Wall Geckos, Rats, Cockroaches, Flies, Ants, and Spiders. These fellas make up what I have dubbed “The Dirty Half-Dozen”.
Present in almost every place that man occupies, whether residential or commercial, these guys have been implicated in many food borne illness incidents. By defecating on, feeding on, walking on, or dying in food, they contaminate food without restraint. And when such food is consumed without adequate food safety preventive measures the results are incidents of food borne illness.
They all conduct their activities in similar manner i.e basically by being carriers/ vehicles of pathogenic bacteria (bacteria are largely static and needs to helped around) and spreading them into food.
I’ll try and profile them one by one:
Wall Geckos – The stealthiest of them all. In complete silence and with high reflexes, these creatures creep from kitchen walls and ceiling to shelves and cupboards contaminating every kitchen utensil in their path. When such utensils are used for eating it can result in food borne illness albeit not directly from the food.
Rats – Rats don’t waste much time with kitchen hardware. What they are after is the food itself. Leftover food in the sink, waste food in the dustbin, raw food in the larder are all their favorites. However they don’t just have a bite and move on…in many cases they routinely defecate on the food and by this introduce dangerous pathogens into the food. Inevitably they crawl around and over utensils in the kitchen like the geckos and contaminate these as well. Urine deposit of rats on canned foods have been implicated in a number of deadly food borne illness incidents.
Cockroaches – Cockroaches are known to carry various food borne illness bacteria. Being very versatile (they can climb, crawl and fly short distances), they are very difficult to eradicate once they gain a foothold in a place.
Flies – Perhaps the best known of the lot. Flies pose a danger to health because many pathogens have been found on and in flies and their droppings.
Flies contaminate food in four ways:
1. To feed, they regurgitate enzymes and partly-digested food from the previous meal;
2. They continually defecate;
3. They carry bacteria on the hairs on their body and legs;
4. Pupal cases, eggs, and dead bodies end up in our food.
(R.A. Sprenger 2005)
Ants – Ants are vigorously attracted to sweet foods and that’s where you would almost always find them. However where there are no sweet foods in sight, all other kinds of food may be attacked. Ants transmit bacteria picked up from the soil, from drains, from the toilet into food as they forage around. Their physical presence in food is an equally nuisance form of physical food contamination.
Spiders – Spiders are usually not considered as pests that propagate food borne illness bacteria. They seem to be harmless idyllic creatures lazily spinning their webs in obscure corners of the kitchen. Nevertheless behind this unassuming profile is a reputation of being a transmitter of food borne illness bacteria. What makes spiders a double worry when it comes to food borne illness is that they occupy a low rung in the animal kingdom food chain such that wherever there is widespread presence of spiders one can be certain that wall geckos would follow suit in search of food (spiders are perfect meals for wall geckos) further enhancing the infestation of the house with pests.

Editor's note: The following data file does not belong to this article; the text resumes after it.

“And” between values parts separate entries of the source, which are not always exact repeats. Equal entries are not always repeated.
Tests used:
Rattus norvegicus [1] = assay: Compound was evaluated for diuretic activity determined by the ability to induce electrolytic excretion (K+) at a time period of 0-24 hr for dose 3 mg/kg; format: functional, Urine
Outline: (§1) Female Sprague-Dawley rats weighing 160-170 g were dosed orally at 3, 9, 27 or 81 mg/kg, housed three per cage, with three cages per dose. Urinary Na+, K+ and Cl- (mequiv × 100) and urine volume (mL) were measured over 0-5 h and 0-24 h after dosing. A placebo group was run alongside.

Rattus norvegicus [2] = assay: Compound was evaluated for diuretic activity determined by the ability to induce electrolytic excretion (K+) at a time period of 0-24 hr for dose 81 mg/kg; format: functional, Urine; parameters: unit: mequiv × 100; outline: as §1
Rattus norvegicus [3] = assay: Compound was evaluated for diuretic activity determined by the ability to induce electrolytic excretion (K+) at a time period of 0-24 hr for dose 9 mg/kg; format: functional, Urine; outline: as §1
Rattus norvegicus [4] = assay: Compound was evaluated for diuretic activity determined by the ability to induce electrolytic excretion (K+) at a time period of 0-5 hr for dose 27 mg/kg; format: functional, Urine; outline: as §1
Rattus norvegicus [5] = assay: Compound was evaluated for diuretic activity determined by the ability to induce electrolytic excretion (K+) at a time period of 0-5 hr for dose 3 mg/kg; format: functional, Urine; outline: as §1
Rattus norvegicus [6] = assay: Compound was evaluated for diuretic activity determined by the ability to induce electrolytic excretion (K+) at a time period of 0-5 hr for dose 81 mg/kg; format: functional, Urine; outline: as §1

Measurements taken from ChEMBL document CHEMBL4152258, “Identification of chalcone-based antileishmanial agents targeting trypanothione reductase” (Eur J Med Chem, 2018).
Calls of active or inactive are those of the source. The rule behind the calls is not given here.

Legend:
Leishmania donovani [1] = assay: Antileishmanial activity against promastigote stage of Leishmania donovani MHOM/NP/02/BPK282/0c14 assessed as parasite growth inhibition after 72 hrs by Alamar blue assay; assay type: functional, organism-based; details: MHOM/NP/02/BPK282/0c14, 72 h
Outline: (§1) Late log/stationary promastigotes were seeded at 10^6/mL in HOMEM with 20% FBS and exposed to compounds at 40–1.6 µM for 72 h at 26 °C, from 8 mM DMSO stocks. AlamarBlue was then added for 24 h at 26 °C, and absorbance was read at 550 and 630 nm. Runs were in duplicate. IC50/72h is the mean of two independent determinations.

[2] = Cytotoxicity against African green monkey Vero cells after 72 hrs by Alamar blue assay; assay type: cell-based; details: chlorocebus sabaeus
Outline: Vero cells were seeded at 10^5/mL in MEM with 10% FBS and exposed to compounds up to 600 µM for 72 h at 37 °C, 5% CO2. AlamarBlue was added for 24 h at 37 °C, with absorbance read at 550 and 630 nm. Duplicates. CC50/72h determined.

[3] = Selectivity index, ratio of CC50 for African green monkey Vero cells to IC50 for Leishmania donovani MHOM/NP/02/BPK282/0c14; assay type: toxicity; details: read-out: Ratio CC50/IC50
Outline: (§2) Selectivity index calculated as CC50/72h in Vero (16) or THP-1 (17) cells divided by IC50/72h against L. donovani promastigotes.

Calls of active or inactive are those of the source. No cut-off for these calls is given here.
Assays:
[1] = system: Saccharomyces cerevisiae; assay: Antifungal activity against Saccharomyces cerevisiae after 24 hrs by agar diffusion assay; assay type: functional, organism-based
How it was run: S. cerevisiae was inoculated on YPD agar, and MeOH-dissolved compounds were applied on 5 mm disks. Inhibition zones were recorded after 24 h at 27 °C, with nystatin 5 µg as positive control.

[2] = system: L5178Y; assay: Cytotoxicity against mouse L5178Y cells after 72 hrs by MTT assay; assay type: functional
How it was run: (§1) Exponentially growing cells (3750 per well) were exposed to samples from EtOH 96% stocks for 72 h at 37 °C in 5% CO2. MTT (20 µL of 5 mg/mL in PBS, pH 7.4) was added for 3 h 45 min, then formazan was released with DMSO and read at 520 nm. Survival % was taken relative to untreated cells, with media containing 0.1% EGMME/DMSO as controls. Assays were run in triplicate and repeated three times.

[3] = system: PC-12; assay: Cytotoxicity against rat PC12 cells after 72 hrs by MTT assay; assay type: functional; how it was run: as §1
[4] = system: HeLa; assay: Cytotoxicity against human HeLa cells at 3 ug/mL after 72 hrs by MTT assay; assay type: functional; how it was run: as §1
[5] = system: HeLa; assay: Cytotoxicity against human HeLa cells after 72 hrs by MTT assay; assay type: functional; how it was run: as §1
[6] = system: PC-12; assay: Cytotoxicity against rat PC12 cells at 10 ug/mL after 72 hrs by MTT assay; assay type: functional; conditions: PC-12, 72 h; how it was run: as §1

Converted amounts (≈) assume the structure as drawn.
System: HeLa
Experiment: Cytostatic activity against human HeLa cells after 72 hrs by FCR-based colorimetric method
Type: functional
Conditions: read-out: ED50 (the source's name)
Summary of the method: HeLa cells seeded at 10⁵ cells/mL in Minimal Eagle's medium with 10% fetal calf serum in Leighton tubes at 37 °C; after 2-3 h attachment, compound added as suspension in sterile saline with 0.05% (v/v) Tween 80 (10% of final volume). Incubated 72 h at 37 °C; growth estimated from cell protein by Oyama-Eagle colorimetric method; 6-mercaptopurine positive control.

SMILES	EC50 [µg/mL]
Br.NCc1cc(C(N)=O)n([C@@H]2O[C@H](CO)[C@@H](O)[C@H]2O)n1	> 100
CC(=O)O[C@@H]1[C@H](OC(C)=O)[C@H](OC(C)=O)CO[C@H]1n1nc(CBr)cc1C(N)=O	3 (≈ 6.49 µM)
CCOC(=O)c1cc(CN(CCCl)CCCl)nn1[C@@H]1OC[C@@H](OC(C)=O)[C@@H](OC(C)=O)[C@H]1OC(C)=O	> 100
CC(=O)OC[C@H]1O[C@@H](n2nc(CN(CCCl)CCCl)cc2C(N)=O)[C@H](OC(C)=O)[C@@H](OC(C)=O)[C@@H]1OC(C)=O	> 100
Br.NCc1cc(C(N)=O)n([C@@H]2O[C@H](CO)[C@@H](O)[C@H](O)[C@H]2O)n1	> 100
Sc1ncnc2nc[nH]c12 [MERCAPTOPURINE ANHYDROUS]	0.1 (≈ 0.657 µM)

Having profiled these creatures, it must be mentioned that no matter how hard humans try, one or more of these folks will inevitably get into the house one way or the other. The trick is to prevent them taking a foothold to reduce the chances of food borne illness incidences in the home. This can be done by:
1. Good housekeeping – maintaining a clean and tidy environment to deprive them of food and harbourage.
2. Storing all food in closed covered containers where possible.
3. Ensuring waste food generated are disposed of quickly.
4. Avoid clutter in the house. Old newspapers, rags, empty cartons make very comfortable nests for rats and hiding places for cockroaches.
5. Employ the use of pesticides and rodenticides – although with caution as these may end up contaminating food if not used with great discretion.
6. Employ physical control means such as traps, nets etc.
7. When coming from the open market, decant the local produce into clean containers before bringing into the house to avoid bringing home these creatures from the market.
8. Keep kitchen utensils and crockery secured and well stored.
With these few steps and many more that can be devised, The Dirty Half-Dozen will be put in proper check and the frontier of food borne illness is pushed back further.